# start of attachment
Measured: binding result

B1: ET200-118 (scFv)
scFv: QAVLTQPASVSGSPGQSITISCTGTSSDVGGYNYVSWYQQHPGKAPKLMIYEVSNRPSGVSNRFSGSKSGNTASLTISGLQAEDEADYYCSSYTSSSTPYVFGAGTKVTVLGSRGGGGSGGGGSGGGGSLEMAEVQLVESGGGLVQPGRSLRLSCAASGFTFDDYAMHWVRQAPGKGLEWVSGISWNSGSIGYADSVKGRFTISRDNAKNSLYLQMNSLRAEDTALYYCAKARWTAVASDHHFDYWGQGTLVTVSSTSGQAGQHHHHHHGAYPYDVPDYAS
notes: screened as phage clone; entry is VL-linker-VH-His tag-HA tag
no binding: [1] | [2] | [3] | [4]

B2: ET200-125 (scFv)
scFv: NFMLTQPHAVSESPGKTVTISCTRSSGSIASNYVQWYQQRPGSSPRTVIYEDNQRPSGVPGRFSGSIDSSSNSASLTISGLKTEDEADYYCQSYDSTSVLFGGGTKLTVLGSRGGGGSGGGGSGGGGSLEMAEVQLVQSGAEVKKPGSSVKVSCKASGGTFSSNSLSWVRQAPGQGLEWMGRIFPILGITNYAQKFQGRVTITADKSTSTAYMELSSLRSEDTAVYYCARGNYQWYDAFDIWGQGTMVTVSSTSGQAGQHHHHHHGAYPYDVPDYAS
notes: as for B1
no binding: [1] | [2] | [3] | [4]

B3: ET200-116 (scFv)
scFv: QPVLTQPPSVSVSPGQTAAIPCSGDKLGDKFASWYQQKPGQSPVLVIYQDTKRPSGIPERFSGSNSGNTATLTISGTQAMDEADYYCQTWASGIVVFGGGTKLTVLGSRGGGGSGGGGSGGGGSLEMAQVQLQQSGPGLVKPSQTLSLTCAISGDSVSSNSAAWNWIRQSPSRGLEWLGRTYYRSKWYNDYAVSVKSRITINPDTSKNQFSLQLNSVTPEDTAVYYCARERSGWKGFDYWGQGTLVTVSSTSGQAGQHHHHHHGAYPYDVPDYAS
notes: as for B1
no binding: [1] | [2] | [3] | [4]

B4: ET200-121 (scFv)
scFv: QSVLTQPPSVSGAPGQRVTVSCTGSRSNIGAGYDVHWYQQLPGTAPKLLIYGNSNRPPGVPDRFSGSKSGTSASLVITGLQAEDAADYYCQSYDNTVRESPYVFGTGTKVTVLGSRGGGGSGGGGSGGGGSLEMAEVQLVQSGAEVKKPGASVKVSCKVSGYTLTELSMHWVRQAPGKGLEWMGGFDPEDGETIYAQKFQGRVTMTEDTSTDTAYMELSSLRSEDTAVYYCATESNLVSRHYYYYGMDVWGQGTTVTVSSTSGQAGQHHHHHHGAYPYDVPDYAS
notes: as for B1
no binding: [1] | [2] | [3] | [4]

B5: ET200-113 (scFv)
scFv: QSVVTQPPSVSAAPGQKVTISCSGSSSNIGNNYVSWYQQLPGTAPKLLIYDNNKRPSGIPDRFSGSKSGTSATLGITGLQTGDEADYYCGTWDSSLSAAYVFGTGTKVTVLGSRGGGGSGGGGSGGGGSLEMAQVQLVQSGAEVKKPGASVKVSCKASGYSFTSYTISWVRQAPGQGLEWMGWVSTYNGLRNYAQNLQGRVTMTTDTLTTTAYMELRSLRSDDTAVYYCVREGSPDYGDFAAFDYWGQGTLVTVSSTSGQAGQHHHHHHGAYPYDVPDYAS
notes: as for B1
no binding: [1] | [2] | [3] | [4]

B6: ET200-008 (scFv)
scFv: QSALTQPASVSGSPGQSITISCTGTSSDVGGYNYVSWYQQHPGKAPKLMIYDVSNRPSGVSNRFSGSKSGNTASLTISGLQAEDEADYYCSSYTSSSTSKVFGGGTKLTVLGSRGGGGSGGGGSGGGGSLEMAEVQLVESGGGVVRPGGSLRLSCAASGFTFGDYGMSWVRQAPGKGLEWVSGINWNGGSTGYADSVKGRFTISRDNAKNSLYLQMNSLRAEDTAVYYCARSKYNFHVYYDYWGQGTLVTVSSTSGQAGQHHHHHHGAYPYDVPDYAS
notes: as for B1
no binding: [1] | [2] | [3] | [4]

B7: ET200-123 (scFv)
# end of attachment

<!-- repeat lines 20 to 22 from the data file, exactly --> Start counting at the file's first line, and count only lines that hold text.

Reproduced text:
notes: as for B1
no binding: [1] | [2] | [3] | [4]

B6: ET200-008 (scFv)